Pollen morphological parameters of O. anatolica (W: Wodehouse Method).

Taxa Pollen shape P/E P [µm] E [µm] plg [µm] plt [µm] clg [µm] clt [µm] Ex [µm] i [µm] t [µm]
O. anatolica prolate 1.35 17.31 12.76 2.90 3.02 12.76 2.95 0.70 0.50 5.93

Morphological characters of Onosma subulifera used in this paper for comparation were obtained from relevant taxonomic literature (Riedl 1978).


Onosma anatolica (Sect. Onosma subsect. Asterotricha) Binzet, sp. nov.

Figures 1, 2


Turkey, C5 Niğde: Çamardı, 2 km South of Demirkazık village, subalpine community with dwarf shrub and thorn-cushion, 1760 m, limestone, 22 June 2015, 37°50'47"N, 35°05'32"E, Binzet 201501 (holotype: ANK; isotype: GAZI).


Onosma anatolica is related to O. subulifolia especially by its habit, calyx and corolla length. However, the new species differs mainly in its sterile shoots; a green-grey stem with adpressed setose trichomes, the setae arising from short stellate hairy and shortly hairy (not bluish-black, otherwise glabrous as in O. subulifolia); sterile rosette leaves and basal leaves -50 × 1–1,5(-1.8) mm, revolute-subulate; cauline leaves -20 × 1–1.5(-1.8) mm, (as opposed to 15–32 × 1.5(-1.8) mm in O. subulifolia); an inflorescence of 1–2 cymes, sometimes elongated after flowering (not short subcapitate); flower bracts 8–15 × 1–2 mm, the apex acute (as opposed to 7–8 mm, apex lingulate in O. subulifolia); pedicel 1–2 mm (not 1–1.5 mm); calyx 6–8 mm in flower, 8–12 mm in fruit, suboblate in shape, patent strigose on ±tubercles and shortly hairy on the outside and rarely hairy on the inside (as opposed to 10–11 mm, subobtuse, and hispid in O. subulifolia); corolla yellow, clavate, puberulous, lobes 1 mm long, 1.7 mm wide at base, widely triangular (as opposed to white, clavate-campanulate, glabrous, lobes short, acute in O. subulifolia); and nutlets 3–3.5 × 2–2.3 mm, short beaked, grey.

Figure 1.

In situ photographs of O. anatolica (a habit b flowers).

Figure 2.

The holotype of Onosma anatolica from the herbarium ANK: Binzet 201501, 22 June 2015. (Photo Rıza Binzet).


Perennial rhizomatous herb, rhizome divided into several, ca. 8 mm diameter, subterranean, creeping branches. Aerial stems up to 12 cm tall(including inflorescence), ca. 1(-1.5) mm in diameter, green to grey, covered by adpressed setose, setae arising from short stellate trichomes, shortly hairy, sterile rosette to 5 cm. Leaves crowded at base, leaves of the sterile rosette and basal leaves -50×1–1.5 (-1.8) mm, acute, revolute-subulate, adpressed setose, setae arising from stellate trichomes (asterotrichous state). Cauline leaves -20×1–1.5(-1.8) mm, acute, indistinct revolute-subulate, upper surface covered by densely adpressed setae arising from stellate hairy and sparsely adpressed setose, setae arising from stellate hairy on lower surfaces. Upper cauline leaves resembling lower ones, but smaller in size. Inflorescence of 1–2 cymes, forming a short subcapitate cluster, sometimes elongating after flowering. Flower bracts 8–15 × 1–2 mm, linear-subulate, abruptly narrowed and tapering towards an acute apex, ± patent setose with stellate trichomes and tubercles. Pedicels 1–2 mm. Calyx 6–8 mm in flower, 8–12 mm in fruit, free to base, lobes narrowly linear, suboblate densely covered with patent strigose on ± tubercles and shortly hairy on the outside and rarely hairy on the inside. Corolla yellow, 15–18 mm, clavate, puberulous, reflexed lobes 5, 1 mm long, 1.7 mm wide at base, widely triangular, acute, annulus glabrous. Anthers included, linear, ca. 6 mm, sagittate, connate at base, included or sterile tips exerted. Filaments ca. 5 mm. Style 3–5 mm protruding outside the corolla limb, stigma small, distinctly bilobed. Nutlets 3–3.5×2–2.3 mm, shortly beaked, grey. Pollen grains heteropolar, shape prolate P/E(Polar axis/Equatorial axis) ratio 1.35.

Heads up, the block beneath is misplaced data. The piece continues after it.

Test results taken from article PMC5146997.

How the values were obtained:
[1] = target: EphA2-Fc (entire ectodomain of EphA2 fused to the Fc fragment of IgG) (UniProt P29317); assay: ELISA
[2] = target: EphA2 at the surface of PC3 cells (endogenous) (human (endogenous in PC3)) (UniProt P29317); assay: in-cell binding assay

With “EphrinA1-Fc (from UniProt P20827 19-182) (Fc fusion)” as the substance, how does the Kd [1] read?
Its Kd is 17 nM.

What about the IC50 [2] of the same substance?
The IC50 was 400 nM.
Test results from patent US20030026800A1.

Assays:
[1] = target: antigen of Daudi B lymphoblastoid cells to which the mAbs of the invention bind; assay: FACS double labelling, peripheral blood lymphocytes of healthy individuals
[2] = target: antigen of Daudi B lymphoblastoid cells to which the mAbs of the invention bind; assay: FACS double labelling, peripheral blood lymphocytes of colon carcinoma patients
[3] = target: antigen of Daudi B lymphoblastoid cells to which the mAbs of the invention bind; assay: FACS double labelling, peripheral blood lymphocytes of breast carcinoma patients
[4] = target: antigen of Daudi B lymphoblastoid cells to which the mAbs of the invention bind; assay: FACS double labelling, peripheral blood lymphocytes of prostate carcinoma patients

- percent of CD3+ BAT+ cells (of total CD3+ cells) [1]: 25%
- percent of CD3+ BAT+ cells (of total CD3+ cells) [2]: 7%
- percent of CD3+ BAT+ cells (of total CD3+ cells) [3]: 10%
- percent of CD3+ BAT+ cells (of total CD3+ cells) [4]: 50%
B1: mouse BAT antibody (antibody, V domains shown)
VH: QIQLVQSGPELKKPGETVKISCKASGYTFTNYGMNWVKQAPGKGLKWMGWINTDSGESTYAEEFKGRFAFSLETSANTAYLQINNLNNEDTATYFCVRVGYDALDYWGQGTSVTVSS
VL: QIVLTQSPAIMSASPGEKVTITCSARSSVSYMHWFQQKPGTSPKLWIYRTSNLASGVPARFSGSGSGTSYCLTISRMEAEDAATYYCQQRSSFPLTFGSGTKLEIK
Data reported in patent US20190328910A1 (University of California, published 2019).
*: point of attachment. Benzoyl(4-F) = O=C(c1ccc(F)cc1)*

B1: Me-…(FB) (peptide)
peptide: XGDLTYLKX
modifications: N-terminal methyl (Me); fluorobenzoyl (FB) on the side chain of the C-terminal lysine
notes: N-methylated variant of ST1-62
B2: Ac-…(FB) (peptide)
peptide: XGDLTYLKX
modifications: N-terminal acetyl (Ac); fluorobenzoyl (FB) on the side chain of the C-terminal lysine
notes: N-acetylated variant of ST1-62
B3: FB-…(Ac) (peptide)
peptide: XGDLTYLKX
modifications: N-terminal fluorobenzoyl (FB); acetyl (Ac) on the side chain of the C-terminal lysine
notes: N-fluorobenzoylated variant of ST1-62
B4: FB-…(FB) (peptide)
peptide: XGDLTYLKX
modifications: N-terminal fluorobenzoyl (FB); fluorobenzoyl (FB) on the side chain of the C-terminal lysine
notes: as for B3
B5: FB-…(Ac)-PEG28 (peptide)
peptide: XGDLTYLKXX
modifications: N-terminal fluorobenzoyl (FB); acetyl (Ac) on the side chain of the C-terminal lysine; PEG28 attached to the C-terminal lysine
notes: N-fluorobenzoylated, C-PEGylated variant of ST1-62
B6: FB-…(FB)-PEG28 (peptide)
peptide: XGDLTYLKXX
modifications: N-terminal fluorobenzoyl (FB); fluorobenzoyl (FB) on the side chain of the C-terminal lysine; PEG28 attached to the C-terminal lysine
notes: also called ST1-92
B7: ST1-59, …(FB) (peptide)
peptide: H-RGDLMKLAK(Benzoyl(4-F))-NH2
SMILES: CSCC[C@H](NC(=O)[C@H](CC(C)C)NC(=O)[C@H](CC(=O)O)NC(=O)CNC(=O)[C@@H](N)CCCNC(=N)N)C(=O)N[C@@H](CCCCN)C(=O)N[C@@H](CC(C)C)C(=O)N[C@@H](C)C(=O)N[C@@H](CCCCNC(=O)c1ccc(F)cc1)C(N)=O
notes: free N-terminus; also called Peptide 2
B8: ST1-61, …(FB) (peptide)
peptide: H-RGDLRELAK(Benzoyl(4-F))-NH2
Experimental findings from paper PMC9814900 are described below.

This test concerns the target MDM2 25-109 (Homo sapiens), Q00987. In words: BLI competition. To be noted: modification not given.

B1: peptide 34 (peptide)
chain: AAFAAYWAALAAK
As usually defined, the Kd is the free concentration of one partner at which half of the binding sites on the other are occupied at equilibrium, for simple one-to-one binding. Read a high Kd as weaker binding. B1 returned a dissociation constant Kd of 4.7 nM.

The species epithet anatolica refers to Anatolia, the Asian part of Turkey.

Distribution and ecology

Onosma anatolica is distributed in southern Anatolia (Niğde) and grows in subalpine dwarf shrub and thorn-cushion communities. The geological substrat is limestone and the new species occurs only between 1700 and 1800 m. The species belongs to the Irano-Turanian floristic region. Species growing in close proximity to the vew species are: Astragalus angustifolius Lam. subsp. angustifolius, Euphorbia kotcchyana Fenzl. Bromus cappadocicus Boiss. et Bal. Marrubium heterodon (Benth.) Boiss. & Balansa, Poa bulbosa L., Bromus tectorum L., Centaurea pseudoreflexa Hayek, Centaurea chrysantha Wagenitz, Astragalus sp. Sideritis libanotica Labill. subsp. Linearis (Bentham). Bornm., Anthemis sp., Galium incanum SM., Convolvulus compactus Boiss., and Alyssum aureum (Fenzl.) Boiss. Phytosociologically the community where the new species occurs can be grouped into Astragalo-Brometea Quézel 1973 class and Astragalo-Brometalia Quézel 1973 order (Quézel 1973, Eren et al. 2004, Parolly 2004).